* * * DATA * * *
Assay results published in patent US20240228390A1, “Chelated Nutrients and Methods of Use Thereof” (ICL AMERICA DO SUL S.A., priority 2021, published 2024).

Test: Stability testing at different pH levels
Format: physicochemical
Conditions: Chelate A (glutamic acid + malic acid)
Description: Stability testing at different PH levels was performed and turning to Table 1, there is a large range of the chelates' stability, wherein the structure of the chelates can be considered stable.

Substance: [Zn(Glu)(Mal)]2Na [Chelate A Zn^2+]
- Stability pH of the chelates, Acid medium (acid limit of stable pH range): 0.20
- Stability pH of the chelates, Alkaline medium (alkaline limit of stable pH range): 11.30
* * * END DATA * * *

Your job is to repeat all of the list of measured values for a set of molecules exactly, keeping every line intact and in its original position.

Assay results published in patent US20240228390A1, “Chelated Nutrients and Methods of Use Thereof” (ICL AMERICA DO SUL S.A., priority 2021, published 2024).

Test: Stability testing at different pH levels
Format: physicochemical
Conditions: Chelate A (glutamic acid + malic acid)
Description: Stability testing at different PH levels was performed and turning to Table 1, there is a large range of the chelates' stability, wherein the structure of the chelates can be considered stable.

Substance: [Zn(Glu)(Mal)]2Na [Chelate A Zn^2+]
- Stability pH of the chelates, Acid medium (acid limit of stable pH range): 0.20
- Stability pH of the chelates, Alkaline medium (alkaline limit of stable pH range): 11.30